Finland has been notably under-represented in the surge of Nordic crime fiction that has take the genre by storm in recent years. While Icelanders, Swedes and Norwegians have risen to prominence few Finnish authors have broken into international markets.
This has been a personal disappointment to me. Having spent a lot of time in Finland, and grown to like it and the Finns very much, I have long been waiting for a writer to bring the country to life on the crime scene.
So it was with the greatest of pleasure that I discovered James Thompson and his debut novel Snow Angels, set in FInnish lapland during Kaamos, the bleak, black Polar midwinter during which the sun does not rise at all for several days.
It is a good starting place and time for a writer exploring Finland and taking it to a new audience. Light and heat are perhaps the two most dominant characteristics of the country to a newcomer: in the winter there is an alarming lack of both - even in southern parts such as Helsinki; in the summer there is a surfeit of the latter. It is impossible not to wonder what impact the long dark winters has on those living here.
Thompson, a long-term resident, sets his story up handsomely to examine this question and others about the Finns, and Snow Angels, which is essentially a terrific mystery novel, explores some of these themes primarily through the dynamic between the central character, police detective Kari Vaara, and his American wife Kate, who is enduring her first Finnish winter as a manager in the Arctic ski resort of Levi. Vaara sees the Finns as they see themselves, while Kate provides the outsiders view.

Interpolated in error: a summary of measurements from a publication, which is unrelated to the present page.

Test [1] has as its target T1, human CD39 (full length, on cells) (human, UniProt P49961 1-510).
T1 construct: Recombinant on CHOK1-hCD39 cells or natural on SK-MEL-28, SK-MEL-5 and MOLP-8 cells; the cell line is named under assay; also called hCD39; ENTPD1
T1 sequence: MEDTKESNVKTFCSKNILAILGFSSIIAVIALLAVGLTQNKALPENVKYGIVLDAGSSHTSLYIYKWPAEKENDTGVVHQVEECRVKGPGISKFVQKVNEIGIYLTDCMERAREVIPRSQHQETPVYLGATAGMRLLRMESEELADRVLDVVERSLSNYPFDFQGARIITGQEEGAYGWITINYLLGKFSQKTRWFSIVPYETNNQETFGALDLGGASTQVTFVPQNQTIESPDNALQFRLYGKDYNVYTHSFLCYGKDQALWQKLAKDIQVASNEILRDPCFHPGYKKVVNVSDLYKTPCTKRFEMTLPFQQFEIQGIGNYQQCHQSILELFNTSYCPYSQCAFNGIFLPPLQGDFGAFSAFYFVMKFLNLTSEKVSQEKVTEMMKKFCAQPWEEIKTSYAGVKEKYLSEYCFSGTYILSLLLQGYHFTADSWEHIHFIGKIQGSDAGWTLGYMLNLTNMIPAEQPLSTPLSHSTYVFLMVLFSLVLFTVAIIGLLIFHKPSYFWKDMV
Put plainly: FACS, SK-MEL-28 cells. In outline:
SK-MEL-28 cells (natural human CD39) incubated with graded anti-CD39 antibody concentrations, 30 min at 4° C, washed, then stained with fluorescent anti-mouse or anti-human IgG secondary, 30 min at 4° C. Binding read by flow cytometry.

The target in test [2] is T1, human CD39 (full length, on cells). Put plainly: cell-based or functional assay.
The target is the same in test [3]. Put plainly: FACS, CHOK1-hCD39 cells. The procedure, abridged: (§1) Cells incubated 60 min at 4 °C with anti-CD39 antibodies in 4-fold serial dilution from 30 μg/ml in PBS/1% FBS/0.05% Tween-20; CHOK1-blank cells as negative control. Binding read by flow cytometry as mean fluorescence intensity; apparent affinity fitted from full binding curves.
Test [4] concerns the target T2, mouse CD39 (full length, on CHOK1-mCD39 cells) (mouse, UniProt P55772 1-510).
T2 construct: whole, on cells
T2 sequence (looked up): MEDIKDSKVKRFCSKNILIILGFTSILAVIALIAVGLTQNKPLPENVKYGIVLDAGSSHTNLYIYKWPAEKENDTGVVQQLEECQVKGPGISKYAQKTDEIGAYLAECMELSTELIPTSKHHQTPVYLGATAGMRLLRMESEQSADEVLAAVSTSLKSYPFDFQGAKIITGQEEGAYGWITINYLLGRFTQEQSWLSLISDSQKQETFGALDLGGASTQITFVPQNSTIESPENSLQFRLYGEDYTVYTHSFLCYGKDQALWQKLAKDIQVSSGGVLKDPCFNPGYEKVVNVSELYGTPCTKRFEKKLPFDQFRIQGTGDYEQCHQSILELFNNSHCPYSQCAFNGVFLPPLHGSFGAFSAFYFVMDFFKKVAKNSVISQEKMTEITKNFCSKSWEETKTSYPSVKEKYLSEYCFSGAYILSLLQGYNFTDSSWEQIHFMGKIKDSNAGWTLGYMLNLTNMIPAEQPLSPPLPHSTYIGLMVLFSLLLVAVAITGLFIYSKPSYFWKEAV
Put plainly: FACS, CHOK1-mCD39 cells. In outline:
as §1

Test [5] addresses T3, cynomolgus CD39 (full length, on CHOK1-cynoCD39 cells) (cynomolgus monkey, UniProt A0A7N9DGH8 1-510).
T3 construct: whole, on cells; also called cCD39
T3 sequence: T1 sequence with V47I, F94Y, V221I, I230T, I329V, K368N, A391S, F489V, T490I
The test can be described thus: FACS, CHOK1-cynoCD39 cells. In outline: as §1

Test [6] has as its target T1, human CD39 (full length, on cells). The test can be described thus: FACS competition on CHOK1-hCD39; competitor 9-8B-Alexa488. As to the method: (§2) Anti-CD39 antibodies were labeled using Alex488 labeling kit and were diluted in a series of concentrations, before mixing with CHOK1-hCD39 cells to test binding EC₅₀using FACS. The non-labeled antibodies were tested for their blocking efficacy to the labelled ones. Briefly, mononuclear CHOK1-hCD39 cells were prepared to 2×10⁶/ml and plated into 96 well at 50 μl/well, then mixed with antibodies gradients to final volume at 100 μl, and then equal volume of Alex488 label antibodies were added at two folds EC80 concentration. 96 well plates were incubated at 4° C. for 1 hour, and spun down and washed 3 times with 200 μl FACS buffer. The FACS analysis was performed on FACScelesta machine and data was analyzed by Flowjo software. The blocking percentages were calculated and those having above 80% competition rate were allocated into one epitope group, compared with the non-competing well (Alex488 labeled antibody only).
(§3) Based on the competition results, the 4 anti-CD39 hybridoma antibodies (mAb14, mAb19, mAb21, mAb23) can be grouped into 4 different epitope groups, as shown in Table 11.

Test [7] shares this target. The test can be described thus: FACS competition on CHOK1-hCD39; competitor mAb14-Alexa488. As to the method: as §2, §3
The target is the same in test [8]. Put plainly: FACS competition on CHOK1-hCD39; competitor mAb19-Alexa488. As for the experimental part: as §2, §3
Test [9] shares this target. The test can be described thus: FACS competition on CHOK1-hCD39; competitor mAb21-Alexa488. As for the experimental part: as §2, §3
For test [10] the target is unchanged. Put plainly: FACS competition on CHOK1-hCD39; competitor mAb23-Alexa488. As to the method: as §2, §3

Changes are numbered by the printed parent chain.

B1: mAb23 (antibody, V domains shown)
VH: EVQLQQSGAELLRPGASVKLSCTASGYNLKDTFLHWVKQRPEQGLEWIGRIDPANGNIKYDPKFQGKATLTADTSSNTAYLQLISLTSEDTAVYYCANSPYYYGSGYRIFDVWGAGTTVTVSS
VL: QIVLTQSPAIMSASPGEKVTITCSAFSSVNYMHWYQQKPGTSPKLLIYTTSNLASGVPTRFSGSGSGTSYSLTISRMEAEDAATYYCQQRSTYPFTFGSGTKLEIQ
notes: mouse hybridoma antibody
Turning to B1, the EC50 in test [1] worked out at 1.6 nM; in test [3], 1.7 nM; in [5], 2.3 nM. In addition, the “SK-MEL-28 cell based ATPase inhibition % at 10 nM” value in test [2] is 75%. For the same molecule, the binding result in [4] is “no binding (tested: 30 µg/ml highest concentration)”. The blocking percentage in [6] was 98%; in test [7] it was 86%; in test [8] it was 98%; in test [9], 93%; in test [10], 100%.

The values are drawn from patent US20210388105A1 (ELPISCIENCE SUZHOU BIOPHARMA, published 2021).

For someone interested in FInland, it is fascinating, at least in part because Thompson is brave: exploring attitudes to race, to alcohol, to depression. It is possible that some of his Finnish neighbours will not be pleased by his conclusions. What emerges is a community tense, volatile and downbeat. At temperatures touching minus 40 degrees Celsius, merely existing is difficult, while the lack of natural light throws a claustrophobic blanket over the small town.
To many, Finnish Lapland is associated with reindeer, husky-pulled sleigh rides and the dream of Santa Claus and Christmas. But in Snow Angels, the long night brings a nightmare not dreams. Vaara is called out to a field in a reindeer farm where a famous Somali film star is found brutally murdered in an attack that carries both racial and sexual overtones.
Vaara's small team embarks on a very public investigation that rapidly envelops a socialite and a well-known businessman and spreads quickly to touch Vaara's family and that of his ablest lieutenant.
The plot is strong, the characters three-dimensional and Thompson is clearly a great story-teller who writes with snap and wastes few words (perhaps that's the Finnish influence). Snow Angels has a very strong sense of place and depicts Finland and the Finns with accuracy and clear affection.
I would have enjoyed Snow Angels if it had been set in Norway or Denmark - it's a cracking mystery. I ejoyed it more because it was set in Finland. There is no reason why those readers who have flocked to other Nordic mystery writers who are enjoying such popularity now should not also enjoy this new Finnish twist.
I loved it, and I'm looking forward to the next installment already.
Snow Angels was published by Putnam in the US in January.